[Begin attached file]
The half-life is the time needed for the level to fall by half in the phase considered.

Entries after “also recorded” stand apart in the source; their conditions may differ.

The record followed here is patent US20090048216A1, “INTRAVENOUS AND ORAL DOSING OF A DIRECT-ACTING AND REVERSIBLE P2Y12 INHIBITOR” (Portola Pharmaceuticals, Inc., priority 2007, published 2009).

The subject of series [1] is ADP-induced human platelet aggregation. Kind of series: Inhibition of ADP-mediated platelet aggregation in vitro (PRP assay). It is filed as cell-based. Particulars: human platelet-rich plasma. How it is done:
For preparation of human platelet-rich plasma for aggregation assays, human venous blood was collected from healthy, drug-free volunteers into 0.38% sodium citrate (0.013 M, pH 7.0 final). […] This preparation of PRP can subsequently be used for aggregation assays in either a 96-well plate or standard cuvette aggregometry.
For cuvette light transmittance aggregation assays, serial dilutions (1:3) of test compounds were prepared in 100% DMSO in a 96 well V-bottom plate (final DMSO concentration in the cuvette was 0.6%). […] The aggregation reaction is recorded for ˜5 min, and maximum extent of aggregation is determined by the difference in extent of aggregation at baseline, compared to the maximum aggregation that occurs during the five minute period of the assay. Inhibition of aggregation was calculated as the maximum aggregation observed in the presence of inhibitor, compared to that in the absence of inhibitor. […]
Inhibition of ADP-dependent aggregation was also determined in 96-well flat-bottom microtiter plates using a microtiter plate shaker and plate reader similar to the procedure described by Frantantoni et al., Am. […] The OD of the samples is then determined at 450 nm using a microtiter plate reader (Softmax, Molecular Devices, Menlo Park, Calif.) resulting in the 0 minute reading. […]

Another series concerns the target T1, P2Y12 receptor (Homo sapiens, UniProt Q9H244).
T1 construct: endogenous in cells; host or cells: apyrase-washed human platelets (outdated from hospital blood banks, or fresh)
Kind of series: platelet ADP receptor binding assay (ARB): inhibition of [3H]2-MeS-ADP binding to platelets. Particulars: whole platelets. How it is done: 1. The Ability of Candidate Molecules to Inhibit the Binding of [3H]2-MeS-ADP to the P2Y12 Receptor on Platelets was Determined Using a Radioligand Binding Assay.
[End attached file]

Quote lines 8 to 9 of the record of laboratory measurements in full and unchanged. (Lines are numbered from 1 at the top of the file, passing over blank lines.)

Another series concerns the target T1, P2Y12 receptor (Homo sapiens, UniProt Q9H244).
T1 construct: endogenous in cells; host or cells: apyrase-washed human platelets (outdated from hospital blood banks, or fresh)